It has been found that epoxy-containing materials which exhibit delayed cure (i.e., they have a longer dark reaction than those epoxy-containing materials completely cured while being exposed to actinic light) are polyoxyalkylene mono, di or polyepoxides (especially when used in admixture with other epoxy-containing materials). A specific preferred material is polyoxypropylene diepoxide such as the material available from Dow Chemical Company under the trade designation "DER-736". It is theorized that the catenary oxygen atoms of these materials, in some manner, tend to temporarily inhibit the epoxy cure initiator and thereby provide a significant time period (i.e., an open time) after actinic light irradiation in which the irradiated composition retains its tackiness so that two substrates may be joined. After the substrates have been brought together, the adhesive cures to produce an article having handling strength in a period of from 15 seconds to about 21 hours. The adhesive continues to cure (after reaching handling strength) for a period of 30 seconds to 24 hours to form a bond that is essentially equivalent to a bond which was cured under continuous actinic light exposure.
The delayed cure epoxy-containing compositions preferably have therein a spectral sensitizing dye. Sensitizing dyes are particularly useful in situations where the intensity of the incident actinic light is diminished e.g., by substrate absorption. Further, the portion of the electromagnetic spectrum which will effectuate epoxy cure may be increased by means of spectral sensitizing dyes. Useful spectral sensitizing dyes (which optionally may be used in the non-delayed cure compositions) include anthracene, alkyl and alkoxy substituted anthracenes, xanthones such as 2-chloro-thioxanthone, and substituted acetophenones. The specific useful sensitizing dyes are largely determined by the choice of photoactivatable epoxy cure initiator.
Objects and advantages of this invention are illustrated in the following examples which should not be construed to limit the scope of this invention. All parts are by weight unless otherwise specified.
Illustrating the preparation of the photocureable epoxy composition of the invention.
A 1/2 pint (250 ml) epoxy-lined friction top (a conventional paint container) metal container was charged with 71.8 g of cycloaliphatic epoxy "ERL 4221", 30 g of previously melted (heated to about 160° F., 70° C.) polytetramethyleneether glycol "Polymeg 1000", 10 g vinyl terminated acrylonitrite-butadiene polymer "Hycar 1300×23", 10 g gamma-glycidoxypropyltrimethoxy silane "A187" and 11.7 g of a 30% by weight solution of triphenysulfonium hexafluoroantimonate in "ERL 4221". The room temperature mixture was maintained under normal lighting conditions (i.e., in the absence of sunlight) and was stirred at low speed using an air driven 4 bladed impeller ("High Lift" 1.5 inch diameter impeller commercially available from M. F. Fawcett Company) until a uniform mixture was obtained, e.g., 5 min. Four grams of fumed silica ("Cab-o-Sil") was added to the admixture while increasing the impeller speed to ensure complete dispersal of the silica, thus completing the formulation of the composition. At this point the composition was degassed in a vacuum chamber by evacuating to a pressure of about 1 psi (6.7 kPa), this pressure being maintained for 30 minutes at which time no further dissolved gas evolved from the admixture (i.e. bubbling ceased). A dry nitrogen line was attached to an inlet to the vacuum chamber and the chamber was backfilled to atmospheric pressure with dry nitrogen. The composition then was removed from the vacuum chamber.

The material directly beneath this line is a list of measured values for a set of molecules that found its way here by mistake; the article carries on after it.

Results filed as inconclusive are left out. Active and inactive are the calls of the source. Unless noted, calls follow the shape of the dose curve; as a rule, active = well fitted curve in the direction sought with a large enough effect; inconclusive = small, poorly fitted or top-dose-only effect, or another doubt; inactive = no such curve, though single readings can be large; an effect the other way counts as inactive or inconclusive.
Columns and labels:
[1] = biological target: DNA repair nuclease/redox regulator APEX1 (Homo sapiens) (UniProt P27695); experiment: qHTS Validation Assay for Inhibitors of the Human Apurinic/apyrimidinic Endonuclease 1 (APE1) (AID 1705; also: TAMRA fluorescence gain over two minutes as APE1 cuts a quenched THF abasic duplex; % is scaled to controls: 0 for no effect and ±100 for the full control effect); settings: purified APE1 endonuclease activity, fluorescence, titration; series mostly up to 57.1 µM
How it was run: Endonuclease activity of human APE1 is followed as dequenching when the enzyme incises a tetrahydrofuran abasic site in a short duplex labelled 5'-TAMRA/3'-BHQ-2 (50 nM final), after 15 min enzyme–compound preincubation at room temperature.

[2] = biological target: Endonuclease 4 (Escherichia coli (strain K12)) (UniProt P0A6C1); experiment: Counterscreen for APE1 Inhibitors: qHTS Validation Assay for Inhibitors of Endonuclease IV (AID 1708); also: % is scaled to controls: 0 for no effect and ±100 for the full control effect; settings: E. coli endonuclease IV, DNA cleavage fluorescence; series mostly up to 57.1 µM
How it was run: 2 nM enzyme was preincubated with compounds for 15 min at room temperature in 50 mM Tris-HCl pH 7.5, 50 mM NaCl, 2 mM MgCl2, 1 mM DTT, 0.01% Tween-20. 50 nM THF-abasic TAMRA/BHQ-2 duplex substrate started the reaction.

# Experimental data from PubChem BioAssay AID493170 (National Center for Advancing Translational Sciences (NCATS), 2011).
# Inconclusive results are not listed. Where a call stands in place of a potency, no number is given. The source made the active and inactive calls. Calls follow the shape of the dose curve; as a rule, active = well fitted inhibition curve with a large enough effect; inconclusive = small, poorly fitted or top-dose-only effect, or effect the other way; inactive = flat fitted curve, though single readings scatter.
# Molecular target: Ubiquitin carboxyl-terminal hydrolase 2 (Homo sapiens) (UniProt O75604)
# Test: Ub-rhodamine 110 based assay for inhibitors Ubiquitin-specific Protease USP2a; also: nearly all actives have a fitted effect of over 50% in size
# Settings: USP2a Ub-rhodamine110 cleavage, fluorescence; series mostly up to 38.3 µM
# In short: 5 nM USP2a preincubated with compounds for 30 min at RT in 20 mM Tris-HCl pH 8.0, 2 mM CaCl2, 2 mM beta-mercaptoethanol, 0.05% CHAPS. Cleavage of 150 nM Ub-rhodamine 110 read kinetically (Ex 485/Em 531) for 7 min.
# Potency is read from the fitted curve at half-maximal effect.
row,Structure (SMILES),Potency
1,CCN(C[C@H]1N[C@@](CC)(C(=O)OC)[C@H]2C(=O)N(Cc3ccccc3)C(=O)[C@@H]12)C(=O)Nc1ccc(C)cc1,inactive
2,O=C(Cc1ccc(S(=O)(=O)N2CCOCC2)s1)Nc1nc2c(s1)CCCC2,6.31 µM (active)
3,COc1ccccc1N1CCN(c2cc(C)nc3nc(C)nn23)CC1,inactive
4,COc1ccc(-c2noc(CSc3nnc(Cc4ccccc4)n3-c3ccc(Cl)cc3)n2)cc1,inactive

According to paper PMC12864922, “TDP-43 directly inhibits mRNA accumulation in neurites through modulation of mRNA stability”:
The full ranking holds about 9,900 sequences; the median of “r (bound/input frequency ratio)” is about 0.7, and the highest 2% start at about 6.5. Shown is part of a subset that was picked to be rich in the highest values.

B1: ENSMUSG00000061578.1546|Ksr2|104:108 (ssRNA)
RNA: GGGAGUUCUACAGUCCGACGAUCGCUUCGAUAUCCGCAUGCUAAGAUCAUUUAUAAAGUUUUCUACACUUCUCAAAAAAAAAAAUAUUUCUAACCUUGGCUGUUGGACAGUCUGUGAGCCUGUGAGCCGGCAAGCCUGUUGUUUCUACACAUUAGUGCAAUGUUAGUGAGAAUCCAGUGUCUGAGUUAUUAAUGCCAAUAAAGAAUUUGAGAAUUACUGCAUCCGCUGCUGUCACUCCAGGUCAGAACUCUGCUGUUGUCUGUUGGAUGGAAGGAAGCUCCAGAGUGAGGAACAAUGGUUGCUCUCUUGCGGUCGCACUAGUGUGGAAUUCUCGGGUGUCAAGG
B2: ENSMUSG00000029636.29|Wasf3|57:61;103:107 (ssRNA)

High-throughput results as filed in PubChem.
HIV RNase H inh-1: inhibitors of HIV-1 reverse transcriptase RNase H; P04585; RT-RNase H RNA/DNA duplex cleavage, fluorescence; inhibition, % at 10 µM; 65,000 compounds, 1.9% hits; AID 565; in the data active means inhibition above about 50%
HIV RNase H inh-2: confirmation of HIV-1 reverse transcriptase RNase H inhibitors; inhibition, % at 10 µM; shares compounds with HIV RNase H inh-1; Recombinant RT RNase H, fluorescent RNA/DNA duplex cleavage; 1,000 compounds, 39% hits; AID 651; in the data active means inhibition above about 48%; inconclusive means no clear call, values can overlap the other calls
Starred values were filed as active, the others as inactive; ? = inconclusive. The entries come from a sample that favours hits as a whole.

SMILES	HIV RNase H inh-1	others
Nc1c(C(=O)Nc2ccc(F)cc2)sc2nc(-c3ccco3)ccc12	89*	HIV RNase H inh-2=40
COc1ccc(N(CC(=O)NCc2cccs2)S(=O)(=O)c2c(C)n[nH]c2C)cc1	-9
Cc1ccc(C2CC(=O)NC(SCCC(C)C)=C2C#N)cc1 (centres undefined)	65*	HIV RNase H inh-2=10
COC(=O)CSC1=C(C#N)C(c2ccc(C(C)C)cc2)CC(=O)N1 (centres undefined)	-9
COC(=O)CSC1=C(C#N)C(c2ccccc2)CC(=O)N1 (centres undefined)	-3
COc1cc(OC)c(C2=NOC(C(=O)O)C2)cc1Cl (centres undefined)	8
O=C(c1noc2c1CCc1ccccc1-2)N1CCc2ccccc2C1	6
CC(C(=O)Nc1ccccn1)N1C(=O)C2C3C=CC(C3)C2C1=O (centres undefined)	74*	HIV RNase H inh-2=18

Illustrating dry catalyst addition.
The procedure of Example 1 was followed with the exception that 80 parts "ERL 4221" were charged to the container and 3.5 g undissolved triphenylsulfoniumhexafluoroantimonate, (actinic light activatable epoxy cure initiator) was stirred into the composition while heating the mixture to 160° F. (70° C.) by means of a heater blanket, the heating being continued until the initiator dissolved.
Preparation of a conventional epoxy composition not having VTAB polymer therein.
The procedure of Example 1 was followed with the exception that the vinyl-terminated acrylonitrite-butadiene polymer was omitted and the amount of the "Polymeg 1000" was increased to 40 grams.
Illustrating the preparation of flexibilized delayed curing epoxy compositions.
The procedure of Example 2 was followed with the exception that mixing time after formulation of the composition was increased to 4 hours (there being no heat applied to the mixture). The composition was as follows:
______________________________________"DER-332" (bispheonl A type epoxy resin) 68.0 g"DER 736" (polyoxypropylene glycol 25.0 gdiepoxide)"Hycar 1300 × 23" (VTAB polymer) 7.0 gtriphenylsulfoniumhexafluoroantimonate 3.0 g(cure initiator)technical anthracene (spectral 0.5 gsensitizing dye)______________________________________
Preparation of delayed curing photocureable epoxy composition without flexibilization.
The procedure of Example 4 was followed with the exception that the "Hycar 1300×23" VTAB polymer was omitted.